There's nothing like a health spa development scheme gone bad between a former sitcom star and some dude.
In this case – and feel free to put case in quotes if you like – the former sitcom star is Rue McClanahan of The Golden Girls fame and the some dude is Dirk Summers, the latter of whom claims to have been in a romantic relationship with McClanahan from 1980 to 1997 and is now demanding $3.7 million in punitive damages in California Superior Court over perceived "slander," "malicious conduct," "libel," "loss of reputation," and other calamitous piercings of the soul's honor and the like.
The facts of the case have the distinction of being both muddled and thin, perfect for the Hollywood climes from which they sprung. Whatever golden age that there was for the couple seems to have gone sour over plans to create and develop something called the Elan Vital Wellness and Longevity Centre (there is no indication that the name of the project will be optioned to a B grade science fiction film).
To boil things down: Summers (no relation to Buffy) claims that McClanahan was supposed to cough up $10 million so that they could borrow another $40 million against it to get the epic experiment in Wellness rolling. Somewhere down the line, McClanahan got the impression that Summers forged her name on escrow and bank documents and subsequently stole $200,000 from her. That's where the allegations of libel, slander, defamation, and free-ranging reputation hackery supposedly come in.
Without any response to the original lawsuit from McClanahan, the trial court awarded Summers $3.7 million based on Summers' version of the story. The appellate court set it aside because she wasn't served properly. So now the ride round the legal merry-go-round begins yet again, this time with the opportunity to hear McClanahan's side of the story.
The Golden Girls aired from 1985 to 1992, pumping out a full 180 episodes of middle-of-the-road young-at-heart lady bantery set in a Florida condo. It was a different time for television and in America: the Reagan-Bush I years, pre-Seinfeld-ian irony and nothingness, a time when a sitcom about four aging ladies with a wacky neighbor could reign supreme.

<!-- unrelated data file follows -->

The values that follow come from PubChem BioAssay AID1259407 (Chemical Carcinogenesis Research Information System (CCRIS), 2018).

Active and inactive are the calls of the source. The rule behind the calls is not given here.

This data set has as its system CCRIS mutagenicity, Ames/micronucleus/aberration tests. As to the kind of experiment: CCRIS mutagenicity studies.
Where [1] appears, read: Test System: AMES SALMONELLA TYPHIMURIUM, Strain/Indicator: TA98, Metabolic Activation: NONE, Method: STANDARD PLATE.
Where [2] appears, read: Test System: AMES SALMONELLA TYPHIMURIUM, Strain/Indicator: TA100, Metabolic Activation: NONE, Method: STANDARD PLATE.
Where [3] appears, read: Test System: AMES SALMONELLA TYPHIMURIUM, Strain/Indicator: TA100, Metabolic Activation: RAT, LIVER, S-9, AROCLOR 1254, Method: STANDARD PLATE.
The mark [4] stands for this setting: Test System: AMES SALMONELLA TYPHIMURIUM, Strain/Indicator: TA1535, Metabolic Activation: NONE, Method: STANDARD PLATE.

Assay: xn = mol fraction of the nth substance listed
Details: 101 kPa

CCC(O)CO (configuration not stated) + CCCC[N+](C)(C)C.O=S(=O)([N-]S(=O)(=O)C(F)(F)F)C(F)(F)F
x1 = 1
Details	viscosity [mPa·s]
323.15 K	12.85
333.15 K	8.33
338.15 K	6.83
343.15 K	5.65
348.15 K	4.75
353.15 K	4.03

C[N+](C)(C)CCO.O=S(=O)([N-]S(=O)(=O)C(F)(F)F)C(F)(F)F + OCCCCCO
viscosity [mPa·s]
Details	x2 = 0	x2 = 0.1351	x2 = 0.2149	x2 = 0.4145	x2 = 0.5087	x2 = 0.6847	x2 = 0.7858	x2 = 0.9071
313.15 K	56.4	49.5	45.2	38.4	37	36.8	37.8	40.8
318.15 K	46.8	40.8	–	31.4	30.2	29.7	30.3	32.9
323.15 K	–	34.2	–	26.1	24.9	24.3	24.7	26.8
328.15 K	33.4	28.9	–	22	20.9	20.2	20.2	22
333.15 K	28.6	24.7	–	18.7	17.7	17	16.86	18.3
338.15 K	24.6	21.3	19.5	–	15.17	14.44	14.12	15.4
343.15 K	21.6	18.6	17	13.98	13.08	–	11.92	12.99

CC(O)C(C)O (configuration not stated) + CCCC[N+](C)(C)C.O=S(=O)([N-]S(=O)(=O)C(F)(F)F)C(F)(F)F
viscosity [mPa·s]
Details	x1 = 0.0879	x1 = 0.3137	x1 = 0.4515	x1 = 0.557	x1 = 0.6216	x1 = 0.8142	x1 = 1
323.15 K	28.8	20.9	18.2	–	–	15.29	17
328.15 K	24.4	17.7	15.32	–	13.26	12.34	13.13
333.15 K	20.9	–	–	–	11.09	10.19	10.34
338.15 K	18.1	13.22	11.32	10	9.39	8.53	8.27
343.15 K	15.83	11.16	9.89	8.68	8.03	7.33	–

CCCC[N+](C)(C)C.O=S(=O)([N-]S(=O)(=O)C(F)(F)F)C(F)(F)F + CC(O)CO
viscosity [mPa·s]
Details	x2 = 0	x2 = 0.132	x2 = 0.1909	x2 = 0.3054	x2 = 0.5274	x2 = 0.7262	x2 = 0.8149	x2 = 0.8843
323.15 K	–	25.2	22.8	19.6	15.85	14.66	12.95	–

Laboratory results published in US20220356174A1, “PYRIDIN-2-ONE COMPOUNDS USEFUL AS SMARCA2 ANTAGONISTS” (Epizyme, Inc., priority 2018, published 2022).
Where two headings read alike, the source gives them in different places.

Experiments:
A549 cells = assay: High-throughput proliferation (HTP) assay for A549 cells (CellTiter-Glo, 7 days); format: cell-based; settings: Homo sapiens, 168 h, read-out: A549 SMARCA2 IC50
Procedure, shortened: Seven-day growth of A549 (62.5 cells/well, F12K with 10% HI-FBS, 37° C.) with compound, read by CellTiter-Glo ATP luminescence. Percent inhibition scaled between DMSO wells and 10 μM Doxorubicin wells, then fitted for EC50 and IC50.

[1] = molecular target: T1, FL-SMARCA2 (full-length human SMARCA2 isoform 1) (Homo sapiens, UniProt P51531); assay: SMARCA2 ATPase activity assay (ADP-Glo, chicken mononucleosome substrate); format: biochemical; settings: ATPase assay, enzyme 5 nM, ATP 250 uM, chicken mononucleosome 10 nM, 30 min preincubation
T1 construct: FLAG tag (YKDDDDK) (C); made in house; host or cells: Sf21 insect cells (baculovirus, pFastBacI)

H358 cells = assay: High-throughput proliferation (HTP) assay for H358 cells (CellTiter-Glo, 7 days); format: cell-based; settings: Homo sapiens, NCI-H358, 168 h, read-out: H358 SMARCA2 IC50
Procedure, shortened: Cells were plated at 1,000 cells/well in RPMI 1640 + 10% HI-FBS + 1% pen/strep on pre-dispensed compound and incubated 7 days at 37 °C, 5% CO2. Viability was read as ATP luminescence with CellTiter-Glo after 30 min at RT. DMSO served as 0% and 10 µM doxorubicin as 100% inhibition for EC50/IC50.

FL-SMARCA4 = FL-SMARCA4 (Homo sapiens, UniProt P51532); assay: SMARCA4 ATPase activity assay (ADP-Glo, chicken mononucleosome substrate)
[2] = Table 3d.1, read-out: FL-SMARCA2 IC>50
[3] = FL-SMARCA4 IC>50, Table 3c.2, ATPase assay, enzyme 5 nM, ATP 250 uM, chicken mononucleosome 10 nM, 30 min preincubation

In a way, the show can be thought of as a precursor to Sex and the City, both shows that shed light on and make fun of the struggles that single women face as they grow older. Rue McClanahan played Blanche Devereaux, who, as the self-admitted and self-indulgent slut of the gang-of-four, could easily be an older stand in for Kim Cattrall's Samantha Jones.
McClanahan's acting career spans five decades. Along with The Golden Girls, she also appeared in other hit sitcoms such as Maud and Momma's Family. More recently, she has appeared in the occasional television show or film. A notable appearance was a 2004 episode of the great and short-lived Wonderfalls ("Barrel Bear"). Rue played a woman who had fooled the nation for decades as the first woman to go over Niagara Falls in a barrel.
It remains to be seen whether or not Dirk Summers vs. Rue McClanahan falls into a similar category of foolishness.